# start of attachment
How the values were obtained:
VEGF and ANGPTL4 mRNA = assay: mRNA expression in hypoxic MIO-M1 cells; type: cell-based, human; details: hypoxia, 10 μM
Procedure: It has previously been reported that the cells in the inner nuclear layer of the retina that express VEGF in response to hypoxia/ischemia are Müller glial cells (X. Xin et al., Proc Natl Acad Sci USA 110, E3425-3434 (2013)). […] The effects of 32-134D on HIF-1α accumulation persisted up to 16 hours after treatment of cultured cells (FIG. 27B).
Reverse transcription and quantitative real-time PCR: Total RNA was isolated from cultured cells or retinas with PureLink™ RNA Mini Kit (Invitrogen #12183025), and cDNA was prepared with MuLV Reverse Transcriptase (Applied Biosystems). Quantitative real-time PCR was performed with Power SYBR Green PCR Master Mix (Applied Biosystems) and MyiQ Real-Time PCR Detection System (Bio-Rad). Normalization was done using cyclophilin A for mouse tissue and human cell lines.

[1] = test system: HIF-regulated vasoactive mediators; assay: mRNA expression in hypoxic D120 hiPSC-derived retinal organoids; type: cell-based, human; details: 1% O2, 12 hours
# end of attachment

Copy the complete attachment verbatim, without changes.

How the values were obtained:
VEGF and ANGPTL4 mRNA = assay: mRNA expression in hypoxic MIO-M1 cells; type: cell-based, human; details: hypoxia, 10 μM
Procedure: It has previously been reported that the cells in the inner nuclear layer of the retina that express VEGF in response to hypoxia/ischemia are Müller glial cells (X. Xin et al., Proc Natl Acad Sci USA 110, E3425-3434 (2013)). […] The effects of 32-134D on HIF-1α accumulation persisted up to 16 hours after treatment of cultured cells (FIG. 27B).
Reverse transcription and quantitative real-time PCR: Total RNA was isolated from cultured cells or retinas with PureLink™ RNA Mini Kit (Invitrogen #12183025), and cDNA was prepared with MuLV Reverse Transcriptase (Applied Biosystems). Quantitative real-time PCR was performed with Power SYBR Green PCR Master Mix (Applied Biosystems) and MyiQ Real-Time PCR Detection System (Bio-Rad). Normalization was done using cyclophilin A for mouse tissue and human cell lines.

[1] = test system: HIF-regulated vasoactive mediators; assay: mRNA expression in hypoxic D120 hiPSC-derived retinal organoids; type: cell-based, human; details: 1% O2, 12 hours